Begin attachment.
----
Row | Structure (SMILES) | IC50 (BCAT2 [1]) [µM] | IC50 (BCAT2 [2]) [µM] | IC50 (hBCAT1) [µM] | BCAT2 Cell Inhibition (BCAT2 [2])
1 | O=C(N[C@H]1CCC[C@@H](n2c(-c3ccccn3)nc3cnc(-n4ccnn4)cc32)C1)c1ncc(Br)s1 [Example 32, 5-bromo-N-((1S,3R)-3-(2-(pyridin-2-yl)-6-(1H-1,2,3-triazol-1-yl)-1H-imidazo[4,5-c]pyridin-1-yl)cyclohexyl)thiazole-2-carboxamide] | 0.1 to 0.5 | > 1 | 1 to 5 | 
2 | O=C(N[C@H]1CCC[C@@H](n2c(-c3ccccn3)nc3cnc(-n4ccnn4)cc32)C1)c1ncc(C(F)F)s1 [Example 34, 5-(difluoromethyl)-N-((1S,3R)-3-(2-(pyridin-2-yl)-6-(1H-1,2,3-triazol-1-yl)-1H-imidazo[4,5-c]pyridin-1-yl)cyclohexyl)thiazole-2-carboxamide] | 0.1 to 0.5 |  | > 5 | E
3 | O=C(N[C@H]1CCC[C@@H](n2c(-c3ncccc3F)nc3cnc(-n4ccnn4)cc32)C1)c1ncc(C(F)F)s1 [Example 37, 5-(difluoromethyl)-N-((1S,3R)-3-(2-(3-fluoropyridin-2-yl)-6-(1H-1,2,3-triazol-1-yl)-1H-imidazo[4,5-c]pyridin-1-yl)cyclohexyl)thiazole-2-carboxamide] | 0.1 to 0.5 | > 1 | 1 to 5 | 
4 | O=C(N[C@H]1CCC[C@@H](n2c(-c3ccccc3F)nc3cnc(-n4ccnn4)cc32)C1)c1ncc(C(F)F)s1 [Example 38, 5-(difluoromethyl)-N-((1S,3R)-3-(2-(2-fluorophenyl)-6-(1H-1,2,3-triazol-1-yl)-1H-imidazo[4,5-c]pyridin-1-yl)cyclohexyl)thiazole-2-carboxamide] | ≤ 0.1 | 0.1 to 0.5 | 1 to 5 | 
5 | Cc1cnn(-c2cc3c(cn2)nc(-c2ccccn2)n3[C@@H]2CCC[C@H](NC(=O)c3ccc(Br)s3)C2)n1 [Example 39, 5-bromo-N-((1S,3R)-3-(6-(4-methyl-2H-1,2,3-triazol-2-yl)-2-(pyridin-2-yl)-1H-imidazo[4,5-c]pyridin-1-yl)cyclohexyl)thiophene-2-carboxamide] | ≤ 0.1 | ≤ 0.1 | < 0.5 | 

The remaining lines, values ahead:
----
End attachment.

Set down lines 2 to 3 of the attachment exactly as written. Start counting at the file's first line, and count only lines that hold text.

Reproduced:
1 | O=C(N[C@H]1CCC[C@@H](n2c(-c3ccccn3)nc3cnc(-n4ccnn4)cc32)C1)c1ncc(Br)s1 [Example 32, 5-bromo-N-((1S,3R)-3-(2-(pyridin-2-yl)-6-(1H-1,2,3-triazol-1-yl)-1H-imidazo[4,5-c]pyridin-1-yl)cyclohexyl)thiazole-2-carboxamide] | 0.1 to 0.5 | > 1 | 1 to 5 | 
2 | O=C(N[C@H]1CCC[C@@H](n2c(-c3ccccn3)nc3cnc(-n4ccnn4)cc32)C1)c1ncc(C(F)F)s1 [Example 34, 5-(difluoromethyl)-N-((1S,3R)-3-(2-(pyridin-2-yl)-6-(1H-1,2,3-triazol-1-yl)-1H-imidazo[4,5-c]pyridin-1-yl)cyclohexyl)thiazole-2-carboxamide] | 0.1 to 0.5 |  | > 5 | E